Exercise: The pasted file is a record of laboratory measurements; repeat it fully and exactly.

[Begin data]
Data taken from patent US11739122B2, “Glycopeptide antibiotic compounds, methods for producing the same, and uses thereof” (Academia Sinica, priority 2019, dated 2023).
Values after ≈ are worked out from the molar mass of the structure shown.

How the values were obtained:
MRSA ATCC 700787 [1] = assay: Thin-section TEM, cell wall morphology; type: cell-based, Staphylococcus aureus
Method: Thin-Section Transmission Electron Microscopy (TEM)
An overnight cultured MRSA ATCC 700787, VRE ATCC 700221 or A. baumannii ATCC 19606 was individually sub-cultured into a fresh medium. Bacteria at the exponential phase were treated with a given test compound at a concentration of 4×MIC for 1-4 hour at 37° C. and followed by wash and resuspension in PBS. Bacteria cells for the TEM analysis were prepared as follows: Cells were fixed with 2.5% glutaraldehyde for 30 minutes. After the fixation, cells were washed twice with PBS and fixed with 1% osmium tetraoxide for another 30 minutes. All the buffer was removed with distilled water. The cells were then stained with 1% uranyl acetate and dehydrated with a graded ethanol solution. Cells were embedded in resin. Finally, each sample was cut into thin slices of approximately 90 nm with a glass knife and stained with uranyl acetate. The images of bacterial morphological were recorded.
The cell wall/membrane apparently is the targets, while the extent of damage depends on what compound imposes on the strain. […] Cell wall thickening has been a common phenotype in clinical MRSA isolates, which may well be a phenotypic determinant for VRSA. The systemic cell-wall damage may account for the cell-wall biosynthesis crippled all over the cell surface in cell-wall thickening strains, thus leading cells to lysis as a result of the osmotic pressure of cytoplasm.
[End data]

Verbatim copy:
Data taken from patent US11739122B2, “Glycopeptide antibiotic compounds, methods for producing the same, and uses thereof” (Academia Sinica, priority 2019, dated 2023).
Values after ≈ are worked out from the molar mass of the structure shown.

How the values were obtained:
MRSA ATCC 700787 [1] = assay: Thin-section TEM, cell wall morphology; type: cell-based, Staphylococcus aureus
Method: Thin-Section Transmission Electron Microscopy (TEM)
An overnight cultured MRSA ATCC 700787, VRE ATCC 700221 or A. baumannii ATCC 19606 was individually sub-cultured into a fresh medium. Bacteria at the exponential phase were treated with a given test compound at a concentration of 4×MIC for 1-4 hour at 37° C. and followed by wash and resuspension in PBS. Bacteria cells for the TEM analysis were prepared as follows: Cells were fixed with 2.5% glutaraldehyde for 30 minutes. After the fixation, cells were washed twice with PBS and fixed with 1% osmium tetraoxide for another 30 minutes. All the buffer was removed with distilled water. The cells were then stained with 1% uranyl acetate and dehydrated with a graded ethanol solution. Cells were embedded in resin. Finally, each sample was cut into thin slices of approximately 90 nm with a glass knife and stained with uranyl acetate. The images of bacterial morphological were recorded.
The cell wall/membrane apparently is the targets, while the extent of damage depends on what compound imposes on the strain. […] Cell wall thickening has been a common phenotype in clinical MRSA isolates, which may well be a phenotypic determinant for VRSA. The systemic cell-wall damage may account for the cell-wall biosynthesis crippled all over the cell surface in cell-wall thickening strains, thus leading cells to lysis as a result of the osmotic pressure of cytoplasm.